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A School’s Agricultural Program Goes Beyond The Classroom

A group of bright farm-business-minded students in Brockway, Pennsylvania kicked off their annual greenhouse sale in May after a year of putting their love for farming and horticulture learning on hold during the pandemic. 

The Agricultural Education department of Brockway Junior-Senior Highschool, previously known as the Brockway Chapter of Future Farmers of America (FFA) has made a tradition of their plant sale each year for the local community. In 1988, these chapters of FFA transformed across the country into intra-curricular, agricultural education programs — a move that allows for a broader offering of agricultural science courses including wildlife studies, genetics, horticulture, and more. The shift from FFA to “Ag Ed,” as it is casually referred to, also meant that students learn these skills during the school day, not as an extracurricular. 

Currently, the Brockway High School agricultural science program has an impressive 113 students and two faculty advisors who provide guidance and mentorship to the blooming scientists. Kyle Norman, one of the faculty advisors, started teaching agricultural science courses at Brockway about fourteen years ago. “Back then they were actually considering cutting the program, but they decided to give it one more go and they hired me. And then, we were able to take the program and just really grow it from there. We got more kids to interact [and] we got more kids involved,” Norman told Garden & Health. 

Brockway High School’s other faculty advisor is Matt Holt, a former student of Mr. Norman’s. Holt joined the Brockway team four years ago and has seen the program bloom over the years as a student, a teacher, and a mentor. 

About ten years ago (when Holt was still a student), a local resident donated a greenhouse. The question for the Ag Ed team: what to do with it? “There was a house where our greenhouse stands now, that we actually tore down, and then we built the greenhouse up in its place,” Holt recalls. “We actually built the table where we plant all the plants and we built all the tables inside of the greenhouse. We actually learned a lot when we were doing that.” 

Photo courtesy of Kyle Norman

That hands-on learning and experience for students growing up in Brockway – a community with about 2,000 residents whose backbone is agriculture and manufacturing is exactly what the Ag Ed program aims to provide. Over the years, a greenhouse sale emerged as a method for that learning.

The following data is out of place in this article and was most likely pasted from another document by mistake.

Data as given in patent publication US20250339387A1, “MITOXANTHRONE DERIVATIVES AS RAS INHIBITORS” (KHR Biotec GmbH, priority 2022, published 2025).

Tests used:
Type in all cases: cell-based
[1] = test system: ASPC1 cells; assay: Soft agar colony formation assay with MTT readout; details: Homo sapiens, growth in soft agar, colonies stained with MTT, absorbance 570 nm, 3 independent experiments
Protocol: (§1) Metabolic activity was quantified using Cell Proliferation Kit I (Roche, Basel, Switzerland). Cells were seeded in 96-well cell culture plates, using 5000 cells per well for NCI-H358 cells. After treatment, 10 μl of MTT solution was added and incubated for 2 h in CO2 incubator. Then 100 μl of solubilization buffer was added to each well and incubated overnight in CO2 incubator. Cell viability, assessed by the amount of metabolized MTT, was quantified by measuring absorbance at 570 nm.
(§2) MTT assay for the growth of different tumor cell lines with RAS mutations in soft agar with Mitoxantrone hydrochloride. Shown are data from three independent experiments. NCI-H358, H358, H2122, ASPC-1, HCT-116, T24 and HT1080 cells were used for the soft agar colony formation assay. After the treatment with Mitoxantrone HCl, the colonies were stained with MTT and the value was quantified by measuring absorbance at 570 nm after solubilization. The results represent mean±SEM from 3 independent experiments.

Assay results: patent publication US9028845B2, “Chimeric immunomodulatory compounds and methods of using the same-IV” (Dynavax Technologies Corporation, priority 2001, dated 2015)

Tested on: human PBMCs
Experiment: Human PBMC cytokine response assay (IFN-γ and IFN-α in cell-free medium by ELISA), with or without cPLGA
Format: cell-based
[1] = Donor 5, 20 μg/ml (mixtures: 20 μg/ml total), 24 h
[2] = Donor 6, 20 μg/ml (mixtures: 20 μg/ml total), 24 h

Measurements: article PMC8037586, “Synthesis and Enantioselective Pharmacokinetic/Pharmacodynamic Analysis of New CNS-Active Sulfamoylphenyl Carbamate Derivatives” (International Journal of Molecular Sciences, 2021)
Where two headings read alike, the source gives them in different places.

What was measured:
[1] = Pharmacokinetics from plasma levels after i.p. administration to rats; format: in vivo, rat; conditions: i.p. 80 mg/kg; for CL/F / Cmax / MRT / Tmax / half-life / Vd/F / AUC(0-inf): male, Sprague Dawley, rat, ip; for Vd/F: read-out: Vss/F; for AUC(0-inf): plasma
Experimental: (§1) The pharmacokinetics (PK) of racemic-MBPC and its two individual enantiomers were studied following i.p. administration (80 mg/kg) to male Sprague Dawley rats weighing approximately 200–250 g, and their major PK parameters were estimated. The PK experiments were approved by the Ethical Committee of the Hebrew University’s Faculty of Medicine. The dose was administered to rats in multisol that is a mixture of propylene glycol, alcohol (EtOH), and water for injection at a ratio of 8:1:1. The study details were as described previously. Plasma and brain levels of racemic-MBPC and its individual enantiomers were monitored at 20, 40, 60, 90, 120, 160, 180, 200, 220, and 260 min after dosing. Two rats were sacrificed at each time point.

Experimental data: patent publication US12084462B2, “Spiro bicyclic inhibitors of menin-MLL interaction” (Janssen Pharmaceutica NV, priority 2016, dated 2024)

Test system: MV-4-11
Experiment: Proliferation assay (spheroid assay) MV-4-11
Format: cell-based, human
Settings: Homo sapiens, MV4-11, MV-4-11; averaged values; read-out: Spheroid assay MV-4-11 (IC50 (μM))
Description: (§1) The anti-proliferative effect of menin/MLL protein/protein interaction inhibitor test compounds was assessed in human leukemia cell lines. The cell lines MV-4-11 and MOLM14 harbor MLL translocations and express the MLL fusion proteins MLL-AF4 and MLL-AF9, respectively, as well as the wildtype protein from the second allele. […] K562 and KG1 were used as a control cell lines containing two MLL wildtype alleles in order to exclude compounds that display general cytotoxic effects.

“Most of the kids really love the greenhouse; they love getting out and they love going over there. You know, just because it gets them outside of that normal educational setting,” the faculty advisors say. 

The annual plant sale boasts a full suite of houseplants in addition to colorful blooms of floral offerings and even vegetable seedling packets. 

Photo courtesy of Kyle Norman

While the funds provide important capital for the continuing education for high school students pursuing a career in agriculture, the process of growing, harvesting, and selling the plants, vegetables, and seedlings provides an experience that the students can carry into their professional careers. Some students move on to four-year college programs, while others may embark on a two-year technical school or transfer these skills directly into a career. 

“Our goal for the program or mission of the program is to give our students skills both practical and interpersonal skills that they can use throughout their lives, and to help further their careers,” says Kyle. “We really want to be able to prepare students for as much as we can, whether it’s college or a two-year degree or whether it’s a trade school or it’s straight out in the workforce.”

Brockway may be a small town in Jefferson County, Pennsylvania with a modest population, but despite its size, the mission and message of building a productive and inclusive student body illustrate the perseverance and dedication of America’s new agricultural generation. 

“Just because somebody is not speaking at you doesn’t mean you’re not learning,” the advisors commented, “I think the kids, by the time they get to the senior year, they kind of realize that.” 

This past month, a young woman who was a senior at Brockway at the time of this interview applied for a grant from the Pennsylvania FFA called the “Learning By Doing” grant. Her efforts were successful and Brockway will be awarded funds for improving the interior of the greenhouse in the summer of 2021. 

Photo courtesy of Kyle Norman

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